noun threesome, triple, trio, trilogy, triplet, triad, triumvirate, triptych, trine, triune The hotel is owned by a trinity of Japanese corporations.
Collins Thesaurus of the English Language – Complete and Unabridged 2nd Edition. 2002 © HarperCollins Publishers 1995, 2002

trinity

noun
A group of three individuals:
The American Heritage® Roget's Thesaurus. Copyright © 2013, 2014 by Houghton Mifflin Harcourt Publishing Company. Published by Houghton Mifflin Harcourt Publishing Company. All rights reserved.
Translations
trojice
삼위일체

Trinity

[ˈtrɪnɪtɪ]
A. N (Rel) → Trinidad f
B. CPD Trinity Sunday NDomingo m de la Santísima Trinidad
Trinity term N (Univ) → trimestre m de verano
Collins Spanish Dictionary - Complete and Unabridged 8th Edition 2005 © William Collins Sons & Co. Ltd. 1971, 1988 © HarperCollins Publishers 1992, 1993, 1996, 1997, 2000, 2003, 2005

Trinity

[ˈtrɪnəti] n
the Trinity → la Trinité
Collins English/French Electronic Resource. © HarperCollins Publishers 2005

Trinity

n
(= Trinity term)Sommertrimester nt
Collins German Dictionary – Complete and Unabridged 7th Edition 2005. © William Collins Sons & Co. Ltd. 1980 © HarperCollins Publishers 1991, 1997, 1999, 2004, 2005, 2007

Trinity

[ˈtrɪnɪtɪ] n the Trinityla Trinità
Collins Italian Dictionary 1st Edition © HarperCollins Publishers 1995
References in periodicals archive ?
Hans Rung quote on the doctrine of the Trinity was in a class on the Triune God taught by Fr.
Clement in 96 A.D., Shepherd of Hermas in 120 AD, and the Didache from 150 AD all provide evidence that first Christians believed and taught the doctrine of the Trinity. The three great ecumenical creeds, Nicene, Athanasius, and Apostles' Creed echo Scripture and the faith of Christians through church history.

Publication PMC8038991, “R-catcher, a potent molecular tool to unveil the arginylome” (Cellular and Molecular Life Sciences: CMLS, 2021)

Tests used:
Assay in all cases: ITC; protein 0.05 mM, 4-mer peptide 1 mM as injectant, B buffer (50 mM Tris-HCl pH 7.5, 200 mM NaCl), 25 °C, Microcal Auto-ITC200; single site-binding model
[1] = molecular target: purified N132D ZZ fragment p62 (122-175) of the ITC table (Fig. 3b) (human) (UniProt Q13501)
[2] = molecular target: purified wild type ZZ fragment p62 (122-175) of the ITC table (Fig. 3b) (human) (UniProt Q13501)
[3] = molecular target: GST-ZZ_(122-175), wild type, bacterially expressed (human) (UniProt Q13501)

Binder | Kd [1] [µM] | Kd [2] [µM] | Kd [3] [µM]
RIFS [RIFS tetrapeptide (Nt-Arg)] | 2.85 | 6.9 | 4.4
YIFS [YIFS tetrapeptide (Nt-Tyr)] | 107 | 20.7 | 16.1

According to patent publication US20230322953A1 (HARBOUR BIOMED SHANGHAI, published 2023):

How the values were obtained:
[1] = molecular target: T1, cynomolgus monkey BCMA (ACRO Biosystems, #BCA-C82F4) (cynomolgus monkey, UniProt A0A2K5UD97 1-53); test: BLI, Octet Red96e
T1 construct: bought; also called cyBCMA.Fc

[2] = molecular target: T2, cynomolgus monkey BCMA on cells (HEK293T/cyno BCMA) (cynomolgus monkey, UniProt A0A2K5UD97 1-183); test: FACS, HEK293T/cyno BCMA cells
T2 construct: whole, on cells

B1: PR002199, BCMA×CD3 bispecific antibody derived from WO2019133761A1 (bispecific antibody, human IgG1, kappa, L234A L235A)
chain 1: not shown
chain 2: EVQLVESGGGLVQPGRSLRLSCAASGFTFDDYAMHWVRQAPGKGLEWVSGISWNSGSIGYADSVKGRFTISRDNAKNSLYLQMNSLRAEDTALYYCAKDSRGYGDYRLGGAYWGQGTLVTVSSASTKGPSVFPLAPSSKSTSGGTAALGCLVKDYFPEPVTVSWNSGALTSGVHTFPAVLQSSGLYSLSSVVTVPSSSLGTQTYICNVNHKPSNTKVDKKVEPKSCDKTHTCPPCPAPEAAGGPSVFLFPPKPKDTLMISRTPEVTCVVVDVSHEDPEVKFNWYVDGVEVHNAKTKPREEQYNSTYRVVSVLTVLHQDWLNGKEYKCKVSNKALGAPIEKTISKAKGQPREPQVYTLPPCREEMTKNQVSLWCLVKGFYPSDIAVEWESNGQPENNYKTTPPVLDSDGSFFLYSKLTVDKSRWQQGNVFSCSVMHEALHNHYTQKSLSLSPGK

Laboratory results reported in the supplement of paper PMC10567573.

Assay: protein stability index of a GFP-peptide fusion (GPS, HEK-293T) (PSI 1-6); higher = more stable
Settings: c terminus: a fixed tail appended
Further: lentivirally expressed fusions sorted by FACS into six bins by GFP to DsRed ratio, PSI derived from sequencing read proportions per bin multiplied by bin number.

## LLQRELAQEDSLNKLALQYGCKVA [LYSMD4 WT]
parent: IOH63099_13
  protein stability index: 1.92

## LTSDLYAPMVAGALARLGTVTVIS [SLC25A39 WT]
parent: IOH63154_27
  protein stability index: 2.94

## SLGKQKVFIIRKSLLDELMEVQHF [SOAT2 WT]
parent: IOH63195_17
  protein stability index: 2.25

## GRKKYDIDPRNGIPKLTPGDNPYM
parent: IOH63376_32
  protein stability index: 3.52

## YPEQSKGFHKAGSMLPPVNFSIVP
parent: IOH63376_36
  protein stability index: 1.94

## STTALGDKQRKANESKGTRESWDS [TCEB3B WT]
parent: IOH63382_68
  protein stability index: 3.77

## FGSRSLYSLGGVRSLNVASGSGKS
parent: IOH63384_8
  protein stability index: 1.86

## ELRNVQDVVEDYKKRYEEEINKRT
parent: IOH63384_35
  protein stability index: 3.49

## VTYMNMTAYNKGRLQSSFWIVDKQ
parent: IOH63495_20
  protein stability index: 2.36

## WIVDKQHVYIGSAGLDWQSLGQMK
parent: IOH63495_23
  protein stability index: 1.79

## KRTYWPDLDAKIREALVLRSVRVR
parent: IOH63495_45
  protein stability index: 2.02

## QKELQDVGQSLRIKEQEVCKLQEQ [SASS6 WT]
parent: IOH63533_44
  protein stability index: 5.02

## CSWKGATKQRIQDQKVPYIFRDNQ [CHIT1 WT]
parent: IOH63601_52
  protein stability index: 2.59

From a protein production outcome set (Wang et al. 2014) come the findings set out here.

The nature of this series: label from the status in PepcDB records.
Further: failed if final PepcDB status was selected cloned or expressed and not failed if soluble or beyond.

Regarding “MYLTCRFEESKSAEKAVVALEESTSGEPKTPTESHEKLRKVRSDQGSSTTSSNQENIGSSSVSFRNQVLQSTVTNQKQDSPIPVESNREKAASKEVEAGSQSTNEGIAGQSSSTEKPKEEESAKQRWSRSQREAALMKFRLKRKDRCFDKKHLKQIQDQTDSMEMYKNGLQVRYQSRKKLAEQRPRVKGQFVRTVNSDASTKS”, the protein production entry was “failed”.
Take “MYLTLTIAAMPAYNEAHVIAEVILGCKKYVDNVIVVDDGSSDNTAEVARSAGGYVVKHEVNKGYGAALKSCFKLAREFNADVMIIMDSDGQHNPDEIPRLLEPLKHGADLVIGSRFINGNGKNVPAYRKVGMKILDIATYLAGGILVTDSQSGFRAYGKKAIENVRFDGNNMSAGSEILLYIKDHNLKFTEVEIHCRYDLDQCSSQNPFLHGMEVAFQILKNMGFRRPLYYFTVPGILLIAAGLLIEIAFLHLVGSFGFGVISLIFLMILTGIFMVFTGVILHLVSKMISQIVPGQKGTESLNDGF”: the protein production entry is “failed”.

The Doctrine of the Trinity brings a unique richness to the Christian faith that we can embrace and treasure.
It was Tertullian (169-220 AD), a brilliant thinker, theologian and polemicist, who was first to defend the doctrine of the Trinity against all attacks from various quarters.
RELATED: Stupid God' remarks reflect failures of Catholic education experts Duterte questions doctrine of the Trinity
Trinity Sunday celebrates the Christian doctrine of the Trinity, the three Persons of God: the Father, the Son and the Holy Spirit.
The traditional doctrine of the Trinity says: there is one God; God is three co-existing eternal persons; each person is fully God, co-equal, co-eternal and consubstantial.
In an interview with a local newspaper, he argues that it is "undermining the doctrine of the Trinity and the community with the other Christian churches."
By no means does Sedmak call for revising the doctrine of the Trinity, but calling for an epistemic shift away from propositional orthodoxy to a relational definition lends itself to that end.
To develop an adequate theological anthropology the author draws heavily from the works of contemporary theologians who have contributed to a renewal of the doctrine of the Trinity, most notably Wolfhart Pannenberg, Jurgen Moltmann, John D.
Wresting with the doctrine of the Trinity: The more I looked at these sayings, the more impossible it became for me to reconcile the notion of the Trinity with that which seemed most authentic to me in the Gospels.
The contributions rightly focus upon the doctrine of the Trinity, not as a detached theological treatise, but as the triune generating and sustaining mystery of the life of the church.